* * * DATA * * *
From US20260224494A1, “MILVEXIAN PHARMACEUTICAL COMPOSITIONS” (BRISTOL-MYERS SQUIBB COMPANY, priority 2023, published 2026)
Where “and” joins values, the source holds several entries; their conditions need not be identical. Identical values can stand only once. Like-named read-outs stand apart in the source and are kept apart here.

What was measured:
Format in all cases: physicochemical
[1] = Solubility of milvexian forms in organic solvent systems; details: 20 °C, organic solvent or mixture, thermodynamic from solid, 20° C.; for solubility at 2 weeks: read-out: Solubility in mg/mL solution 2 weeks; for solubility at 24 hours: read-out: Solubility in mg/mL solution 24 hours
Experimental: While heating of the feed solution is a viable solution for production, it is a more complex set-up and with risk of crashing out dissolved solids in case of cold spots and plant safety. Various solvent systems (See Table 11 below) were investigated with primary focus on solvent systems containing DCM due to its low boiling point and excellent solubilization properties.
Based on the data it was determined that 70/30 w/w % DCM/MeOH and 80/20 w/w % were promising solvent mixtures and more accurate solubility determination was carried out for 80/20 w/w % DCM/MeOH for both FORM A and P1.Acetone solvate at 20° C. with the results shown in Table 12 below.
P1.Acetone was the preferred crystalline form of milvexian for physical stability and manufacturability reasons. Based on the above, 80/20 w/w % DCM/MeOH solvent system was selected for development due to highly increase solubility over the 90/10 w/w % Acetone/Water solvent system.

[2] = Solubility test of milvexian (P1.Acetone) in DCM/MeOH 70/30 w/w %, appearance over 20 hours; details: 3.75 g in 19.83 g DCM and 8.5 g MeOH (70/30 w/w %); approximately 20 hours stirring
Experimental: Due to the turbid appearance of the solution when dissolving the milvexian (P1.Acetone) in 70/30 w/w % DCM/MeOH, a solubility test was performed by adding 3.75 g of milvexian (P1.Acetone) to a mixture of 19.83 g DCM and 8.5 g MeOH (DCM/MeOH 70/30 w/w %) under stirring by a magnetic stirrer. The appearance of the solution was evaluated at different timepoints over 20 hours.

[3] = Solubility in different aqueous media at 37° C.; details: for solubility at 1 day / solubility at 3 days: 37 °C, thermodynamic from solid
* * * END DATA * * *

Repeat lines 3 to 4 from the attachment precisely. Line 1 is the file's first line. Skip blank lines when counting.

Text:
What was measured:
Format in all cases: physicochemical